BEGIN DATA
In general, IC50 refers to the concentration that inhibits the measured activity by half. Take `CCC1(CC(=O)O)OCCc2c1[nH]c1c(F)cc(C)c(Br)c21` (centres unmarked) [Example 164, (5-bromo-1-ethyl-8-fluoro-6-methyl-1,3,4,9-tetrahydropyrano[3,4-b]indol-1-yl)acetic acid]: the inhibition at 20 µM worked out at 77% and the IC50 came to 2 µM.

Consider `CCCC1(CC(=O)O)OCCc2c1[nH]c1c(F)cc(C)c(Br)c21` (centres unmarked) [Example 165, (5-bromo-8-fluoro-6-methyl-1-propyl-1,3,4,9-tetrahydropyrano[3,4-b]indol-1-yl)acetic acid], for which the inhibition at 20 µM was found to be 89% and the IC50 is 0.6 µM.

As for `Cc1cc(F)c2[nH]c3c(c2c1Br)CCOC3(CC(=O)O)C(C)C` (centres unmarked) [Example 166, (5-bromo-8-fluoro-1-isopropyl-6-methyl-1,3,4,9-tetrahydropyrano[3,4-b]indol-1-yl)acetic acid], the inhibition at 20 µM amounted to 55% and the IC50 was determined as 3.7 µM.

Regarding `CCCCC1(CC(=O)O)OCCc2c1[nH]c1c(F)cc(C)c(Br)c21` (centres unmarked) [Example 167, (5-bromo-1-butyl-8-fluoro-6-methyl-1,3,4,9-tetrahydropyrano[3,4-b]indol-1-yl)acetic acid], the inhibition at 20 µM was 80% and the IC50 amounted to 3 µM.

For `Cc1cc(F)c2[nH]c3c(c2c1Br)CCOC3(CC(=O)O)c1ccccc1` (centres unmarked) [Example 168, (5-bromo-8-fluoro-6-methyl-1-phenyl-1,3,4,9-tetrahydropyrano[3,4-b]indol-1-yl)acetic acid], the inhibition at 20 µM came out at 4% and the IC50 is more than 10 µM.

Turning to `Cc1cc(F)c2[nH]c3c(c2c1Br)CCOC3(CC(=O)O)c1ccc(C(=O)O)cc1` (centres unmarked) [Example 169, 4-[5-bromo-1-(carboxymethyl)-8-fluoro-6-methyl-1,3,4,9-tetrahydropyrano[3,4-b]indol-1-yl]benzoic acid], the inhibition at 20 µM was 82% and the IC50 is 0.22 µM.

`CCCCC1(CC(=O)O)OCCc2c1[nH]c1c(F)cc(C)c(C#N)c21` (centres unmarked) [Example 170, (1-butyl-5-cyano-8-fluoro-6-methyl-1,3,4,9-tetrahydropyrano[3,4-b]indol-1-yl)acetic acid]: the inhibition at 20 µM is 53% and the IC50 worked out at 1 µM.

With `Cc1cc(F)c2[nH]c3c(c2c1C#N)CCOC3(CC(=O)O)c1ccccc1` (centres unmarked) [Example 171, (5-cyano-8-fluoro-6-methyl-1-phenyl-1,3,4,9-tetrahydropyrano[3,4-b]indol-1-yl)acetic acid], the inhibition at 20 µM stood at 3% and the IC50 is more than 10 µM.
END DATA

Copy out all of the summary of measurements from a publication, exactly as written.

In general, IC50 refers to the concentration that inhibits the measured activity by half. Take `CCC1(CC(=O)O)OCCc2c1[nH]c1c(F)cc(C)c(Br)c21` (centres unmarked) [Example 164, (5-bromo-1-ethyl-8-fluoro-6-methyl-1,3,4,9-tetrahydropyrano[3,4-b]indol-1-yl)acetic acid]: the inhibition at 20 µM worked out at 77% and the IC50 came to 2 µM.

Consider `CCCC1(CC(=O)O)OCCc2c1[nH]c1c(F)cc(C)c(Br)c21` (centres unmarked) [Example 165, (5-bromo-8-fluoro-6-methyl-1-propyl-1,3,4,9-tetrahydropyrano[3,4-b]indol-1-yl)acetic acid], for which the inhibition at 20 µM was found to be 89% and the IC50 is 0.6 µM.

As for `Cc1cc(F)c2[nH]c3c(c2c1Br)CCOC3(CC(=O)O)C(C)C` (centres unmarked) [Example 166, (5-bromo-8-fluoro-1-isopropyl-6-methyl-1,3,4,9-tetrahydropyrano[3,4-b]indol-1-yl)acetic acid], the inhibition at 20 µM amounted to 55% and the IC50 was determined as 3.7 µM.

Regarding `CCCCC1(CC(=O)O)OCCc2c1[nH]c1c(F)cc(C)c(Br)c21` (centres unmarked) [Example 167, (5-bromo-1-butyl-8-fluoro-6-methyl-1,3,4,9-tetrahydropyrano[3,4-b]indol-1-yl)acetic acid], the inhibition at 20 µM was 80% and the IC50 amounted to 3 µM.

For `Cc1cc(F)c2[nH]c3c(c2c1Br)CCOC3(CC(=O)O)c1ccccc1` (centres unmarked) [Example 168, (5-bromo-8-fluoro-6-methyl-1-phenyl-1,3,4,9-tetrahydropyrano[3,4-b]indol-1-yl)acetic acid], the inhibition at 20 µM came out at 4% and the IC50 is more than 10 µM.

Turning to `Cc1cc(F)c2[nH]c3c(c2c1Br)CCOC3(CC(=O)O)c1ccc(C(=O)O)cc1` (centres unmarked) [Example 169, 4-[5-bromo-1-(carboxymethyl)-8-fluoro-6-methyl-1,3,4,9-tetrahydropyrano[3,4-b]indol-1-yl]benzoic acid], the inhibition at 20 µM was 82% and the IC50 is 0.22 µM.

`CCCCC1(CC(=O)O)OCCc2c1[nH]c1c(F)cc(C)c(C#N)c21` (centres unmarked) [Example 170, (1-butyl-5-cyano-8-fluoro-6-methyl-1,3,4,9-tetrahydropyrano[3,4-b]indol-1-yl)acetic acid]: the inhibition at 20 µM is 53% and the IC50 worked out at 1 µM.

With `Cc1cc(F)c2[nH]c3c(c2c1C#N)CCOC3(CC(=O)O)c1ccccc1` (centres unmarked) [Example 171, (5-cyano-8-fluoro-6-methyl-1-phenyl-1,3,4,9-tetrahydropyrano[3,4-b]indol-1-yl)acetic acid], the inhibition at 20 µM stood at 3% and the IC50 is more than 10 µM.